LucasArts is no more. Slain by the coldest rationale of all: the business decision.
Many will say that it was already dead; that the company responsible for an unbelievable number of creative, witty adventure games throughout the 1990s perished quite some time ago. There’s a certain truth to that.
Lately, the studio had applied itself to the Star Wars grindstone with a sell-sword cynicism that said “goodbye” to marvels like TIE Fighter and Jedi Knight 2 and “hello” to Kinect Star Wars. It seemed like a hollow existence, akin to your favourite author giving up on a promising career to ghost-write celebrity vanity projects.
But the name persisted, and with that name came the hope that the company could return to its former glory. That hope is now gone.
We’re compiling a list of LucasArts’ (and LucasFilm’s, if you’re feeling pedantic) finest achievements in development and publishing to run on the site tomorrow. But reflecting on the studio’s demise has made me realise that one LucasArts game in particular has kept cropping up throughout my life.
Released in 1998, it was the last hurrah for LucasArts’ commitment to grand, ambitious adventure titles. A noir-style tale that mixed Aztec and Mexican ‘Day of the Dead’ culture with themes of corruption, love and loss. Plus some liberal cribbing from Casablanca. It had great characters, an outstanding soundtrack and puzzles that … well, ok, some of the puzzles were a bit annoying.
If you’ve played it, you know the drill. If not, try to get hold of it (a difficult task, as it’s not on Steam or GoG.) And be aware that this article will be somewhat spoilery.
In 1998, I was sixteen. A teenager already obsessed with videogame stories and LucasArts adventures in particular. To someone who’d consumed the first two Monkey Island games, Day of the Tentacle and Sam & Max Hit the Road, the concept of Grim Fandango sounded phenomenal. You’re a travel agent in an exciting version of the afterlife! Political corruption is robbing people of their just rewards for living a moral, corporeal existence! An underground revolutionary group is trying to stop this!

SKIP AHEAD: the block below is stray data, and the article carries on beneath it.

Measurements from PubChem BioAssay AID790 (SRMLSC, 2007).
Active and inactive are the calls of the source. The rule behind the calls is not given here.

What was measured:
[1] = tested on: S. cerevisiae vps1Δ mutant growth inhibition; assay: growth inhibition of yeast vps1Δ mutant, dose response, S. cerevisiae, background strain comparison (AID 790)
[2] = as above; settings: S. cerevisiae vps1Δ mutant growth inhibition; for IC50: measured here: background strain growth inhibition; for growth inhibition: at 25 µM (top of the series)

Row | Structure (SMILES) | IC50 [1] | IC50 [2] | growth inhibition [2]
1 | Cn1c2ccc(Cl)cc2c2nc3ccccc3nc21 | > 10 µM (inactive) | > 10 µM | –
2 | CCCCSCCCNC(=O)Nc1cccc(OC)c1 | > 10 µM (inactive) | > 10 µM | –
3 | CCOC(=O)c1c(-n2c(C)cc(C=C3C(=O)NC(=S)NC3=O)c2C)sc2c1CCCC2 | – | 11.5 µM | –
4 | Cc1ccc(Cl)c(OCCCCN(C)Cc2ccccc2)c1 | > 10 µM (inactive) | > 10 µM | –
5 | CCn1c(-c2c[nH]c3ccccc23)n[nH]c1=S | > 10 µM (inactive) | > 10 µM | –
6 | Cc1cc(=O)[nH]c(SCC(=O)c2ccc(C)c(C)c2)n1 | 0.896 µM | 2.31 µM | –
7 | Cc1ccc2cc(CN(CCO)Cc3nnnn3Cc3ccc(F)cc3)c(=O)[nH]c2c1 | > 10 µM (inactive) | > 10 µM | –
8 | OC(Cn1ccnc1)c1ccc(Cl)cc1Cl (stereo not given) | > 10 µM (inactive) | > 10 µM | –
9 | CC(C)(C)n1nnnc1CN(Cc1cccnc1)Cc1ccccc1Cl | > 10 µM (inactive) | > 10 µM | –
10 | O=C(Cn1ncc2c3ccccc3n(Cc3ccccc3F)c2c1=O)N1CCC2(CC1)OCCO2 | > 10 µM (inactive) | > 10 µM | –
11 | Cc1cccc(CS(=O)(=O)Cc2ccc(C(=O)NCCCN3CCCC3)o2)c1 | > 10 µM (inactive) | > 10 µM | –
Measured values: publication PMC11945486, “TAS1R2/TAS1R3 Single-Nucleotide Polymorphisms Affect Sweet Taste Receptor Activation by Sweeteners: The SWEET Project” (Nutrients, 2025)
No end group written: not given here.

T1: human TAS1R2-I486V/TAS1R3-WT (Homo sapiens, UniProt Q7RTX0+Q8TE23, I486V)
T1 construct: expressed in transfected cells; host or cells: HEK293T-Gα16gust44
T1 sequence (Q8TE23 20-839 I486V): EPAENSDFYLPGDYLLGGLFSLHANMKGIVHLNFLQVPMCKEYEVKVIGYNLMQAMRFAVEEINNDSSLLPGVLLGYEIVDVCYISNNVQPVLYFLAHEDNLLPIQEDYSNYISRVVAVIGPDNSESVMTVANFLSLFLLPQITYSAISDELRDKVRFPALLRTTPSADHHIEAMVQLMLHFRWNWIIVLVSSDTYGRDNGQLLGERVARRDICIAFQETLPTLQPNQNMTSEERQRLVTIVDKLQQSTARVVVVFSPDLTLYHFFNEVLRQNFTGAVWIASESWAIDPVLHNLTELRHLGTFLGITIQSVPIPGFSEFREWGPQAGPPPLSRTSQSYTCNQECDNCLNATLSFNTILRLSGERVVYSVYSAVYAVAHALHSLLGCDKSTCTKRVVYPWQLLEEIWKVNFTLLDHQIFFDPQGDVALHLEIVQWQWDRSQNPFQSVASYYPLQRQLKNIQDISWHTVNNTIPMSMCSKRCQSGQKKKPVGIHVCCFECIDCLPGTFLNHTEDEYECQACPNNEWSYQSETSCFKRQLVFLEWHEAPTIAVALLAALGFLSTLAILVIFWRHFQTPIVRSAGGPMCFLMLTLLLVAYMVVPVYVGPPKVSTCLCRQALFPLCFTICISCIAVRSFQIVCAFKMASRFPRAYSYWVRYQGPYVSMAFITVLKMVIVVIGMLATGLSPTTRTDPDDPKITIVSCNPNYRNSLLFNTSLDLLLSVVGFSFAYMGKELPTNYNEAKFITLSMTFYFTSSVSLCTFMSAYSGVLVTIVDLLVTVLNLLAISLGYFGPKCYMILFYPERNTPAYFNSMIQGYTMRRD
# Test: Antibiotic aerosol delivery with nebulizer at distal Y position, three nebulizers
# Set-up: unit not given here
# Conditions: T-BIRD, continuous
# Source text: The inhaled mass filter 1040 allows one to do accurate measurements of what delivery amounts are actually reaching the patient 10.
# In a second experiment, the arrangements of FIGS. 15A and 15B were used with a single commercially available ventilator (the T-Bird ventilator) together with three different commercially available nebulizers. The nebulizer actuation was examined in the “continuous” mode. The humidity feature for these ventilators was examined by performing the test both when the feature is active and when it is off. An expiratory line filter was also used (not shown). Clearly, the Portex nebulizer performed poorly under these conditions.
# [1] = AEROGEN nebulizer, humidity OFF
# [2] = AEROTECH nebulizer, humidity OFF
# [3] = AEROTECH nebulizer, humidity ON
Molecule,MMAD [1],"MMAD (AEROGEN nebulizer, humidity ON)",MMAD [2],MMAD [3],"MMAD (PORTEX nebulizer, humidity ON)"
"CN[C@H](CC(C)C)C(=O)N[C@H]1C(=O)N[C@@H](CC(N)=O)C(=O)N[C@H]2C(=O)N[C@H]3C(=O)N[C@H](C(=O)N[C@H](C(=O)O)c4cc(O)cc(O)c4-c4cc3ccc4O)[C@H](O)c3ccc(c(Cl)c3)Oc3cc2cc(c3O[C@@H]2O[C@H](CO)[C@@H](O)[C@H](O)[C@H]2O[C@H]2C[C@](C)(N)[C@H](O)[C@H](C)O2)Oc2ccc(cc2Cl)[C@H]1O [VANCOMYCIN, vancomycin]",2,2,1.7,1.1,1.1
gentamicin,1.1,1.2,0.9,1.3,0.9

To my coalescing young brain, this Aztec concept of afterlife sounded so much more engaging than the all-to-familiar Catholic version I was used to (and, frankly, had rejected.) Hints of revolutionary unrest and overturning injustice were just extra fuel to the fervor that was already spinning my adolescent moral compass hard to the left.
Then, joy! PC Gamer’s latest demo CD carried a short segment of Grim Fandango within its circular confines. I’d migrated to PC Gamer because its pages contained a handful of refugees from Amiga Power. Jonathan Nash was (briefly) there, as was Kieron Gillen. Gillen’s review would, later in that very same year, convince me to purchase Thief: The Dark Project.
1998 was a bloody good year for games.
The demo featured the Day of the Dead festival, a pessimistic skeleton-clown who can begrudgingly make balloon animals in the shape of famous poets, and a puzzle that involved using said balloons to scare away some skeletal pigeons. I was hooked. Completing the demo triggered a trailer, which confirmed my suspicions that Grim Fandango would be the only game I need ever play from its release date until the end of time. I must have run through the demo a dozen times, just to watch that trailer and teased out a few more observed details.
I had plenty of time to do this, because the game was delayed by a number of months. Not that I knew that, of course. The internet had not yet been invited into my home (it would be, but only towards the end of that year,) so my only clue to any delay was the distinct lack of any Grim Fandango boxes in the cupboard-sized games shop in the Northern English market town I grew up in. My route home from school took me by that shop every single week night.
Eventually, I had to stop going in. The ritual of watching a young man not much older than myself scan down a typed list of release dates and shake his head with a dismissive shrug of the shoulders was getting too pathetic to bear.
I don’t recall how I learned about the confirmed November release date. Maybe it was PC Gamer again. Or perhaps I managed to get some time on the lone, internet-capable computer at my school. I waited for fireworks season and returned to the cupboard-sized games shop. It still didn’t have Grim Fandango.